Humans Vs. Econs
Historically, economic and financial models have depended on a fully-rational "decision-making agent." Partly this was because a well-formed model for an irrational agent did not exist and partly because the models developed with a fully-rational agent were superior than what they were replacing.
However, developments in cognitive psychology and economic theory have given rise to Behavorial Finance which develops economic models that incorporate a decision-making agent who is not fully rational. These models were developed in an effort to improve the predictive powers of econnomic models and to better understand the workings of markets.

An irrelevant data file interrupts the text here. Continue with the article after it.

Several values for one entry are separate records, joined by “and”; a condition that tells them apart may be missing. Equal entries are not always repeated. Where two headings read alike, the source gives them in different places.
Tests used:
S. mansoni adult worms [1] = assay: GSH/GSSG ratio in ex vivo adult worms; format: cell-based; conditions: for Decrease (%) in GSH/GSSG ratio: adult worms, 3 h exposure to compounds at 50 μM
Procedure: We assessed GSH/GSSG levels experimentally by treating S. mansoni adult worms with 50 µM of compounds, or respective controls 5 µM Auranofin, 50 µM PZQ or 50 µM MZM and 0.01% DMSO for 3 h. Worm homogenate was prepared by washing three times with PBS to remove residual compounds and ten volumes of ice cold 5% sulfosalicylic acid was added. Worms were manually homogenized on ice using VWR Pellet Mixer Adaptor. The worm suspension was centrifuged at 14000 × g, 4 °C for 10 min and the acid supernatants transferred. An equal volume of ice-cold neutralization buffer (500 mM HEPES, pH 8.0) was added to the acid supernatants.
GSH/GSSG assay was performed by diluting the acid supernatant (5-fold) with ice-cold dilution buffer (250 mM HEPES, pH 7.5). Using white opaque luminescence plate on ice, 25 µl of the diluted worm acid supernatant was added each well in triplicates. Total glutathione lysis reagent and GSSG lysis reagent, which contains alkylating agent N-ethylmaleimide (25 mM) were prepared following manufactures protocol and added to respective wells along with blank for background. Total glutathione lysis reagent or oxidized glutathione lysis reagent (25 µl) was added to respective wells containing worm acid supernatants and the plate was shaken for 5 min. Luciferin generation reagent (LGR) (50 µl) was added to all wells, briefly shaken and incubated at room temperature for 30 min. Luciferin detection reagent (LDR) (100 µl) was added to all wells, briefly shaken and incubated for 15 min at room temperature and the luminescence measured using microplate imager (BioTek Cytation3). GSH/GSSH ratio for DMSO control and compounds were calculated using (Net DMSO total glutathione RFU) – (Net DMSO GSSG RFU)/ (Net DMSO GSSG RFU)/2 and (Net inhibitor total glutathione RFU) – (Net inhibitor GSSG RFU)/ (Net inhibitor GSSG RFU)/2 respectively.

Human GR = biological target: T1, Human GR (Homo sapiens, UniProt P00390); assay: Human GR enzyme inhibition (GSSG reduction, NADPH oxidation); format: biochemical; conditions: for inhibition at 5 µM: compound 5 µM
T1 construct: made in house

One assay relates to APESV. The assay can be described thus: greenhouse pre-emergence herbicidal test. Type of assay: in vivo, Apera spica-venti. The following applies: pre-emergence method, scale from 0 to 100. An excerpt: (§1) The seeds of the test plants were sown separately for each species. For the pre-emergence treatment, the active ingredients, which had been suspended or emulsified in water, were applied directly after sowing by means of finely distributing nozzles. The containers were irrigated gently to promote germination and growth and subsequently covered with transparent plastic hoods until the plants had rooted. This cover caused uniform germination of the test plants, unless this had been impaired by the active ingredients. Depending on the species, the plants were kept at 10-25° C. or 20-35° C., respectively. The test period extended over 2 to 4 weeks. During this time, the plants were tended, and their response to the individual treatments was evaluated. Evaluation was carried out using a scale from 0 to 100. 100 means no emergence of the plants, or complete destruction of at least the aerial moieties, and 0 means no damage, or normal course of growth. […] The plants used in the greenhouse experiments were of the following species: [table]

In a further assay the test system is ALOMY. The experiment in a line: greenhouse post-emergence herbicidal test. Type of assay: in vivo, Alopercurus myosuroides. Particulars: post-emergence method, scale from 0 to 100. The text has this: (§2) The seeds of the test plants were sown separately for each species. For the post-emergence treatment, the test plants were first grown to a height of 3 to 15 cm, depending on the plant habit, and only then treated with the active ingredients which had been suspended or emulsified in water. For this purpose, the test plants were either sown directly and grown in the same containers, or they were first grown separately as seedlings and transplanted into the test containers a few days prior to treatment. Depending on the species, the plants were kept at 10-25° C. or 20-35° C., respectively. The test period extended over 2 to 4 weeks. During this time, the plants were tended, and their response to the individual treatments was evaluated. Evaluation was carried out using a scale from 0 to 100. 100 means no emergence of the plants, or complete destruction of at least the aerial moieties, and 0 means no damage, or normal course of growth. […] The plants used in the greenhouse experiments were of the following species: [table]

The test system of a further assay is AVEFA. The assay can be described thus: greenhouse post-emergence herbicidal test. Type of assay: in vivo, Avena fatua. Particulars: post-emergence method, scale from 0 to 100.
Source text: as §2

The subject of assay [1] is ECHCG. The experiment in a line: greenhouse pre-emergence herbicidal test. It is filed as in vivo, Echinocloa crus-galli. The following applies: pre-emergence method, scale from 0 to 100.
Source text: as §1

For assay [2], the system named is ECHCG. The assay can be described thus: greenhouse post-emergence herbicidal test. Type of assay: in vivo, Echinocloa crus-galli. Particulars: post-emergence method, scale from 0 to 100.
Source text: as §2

In particular, Behavioral Finance seeks to explain certain anomolies that are incompatible with models that assume a fully-rational agent.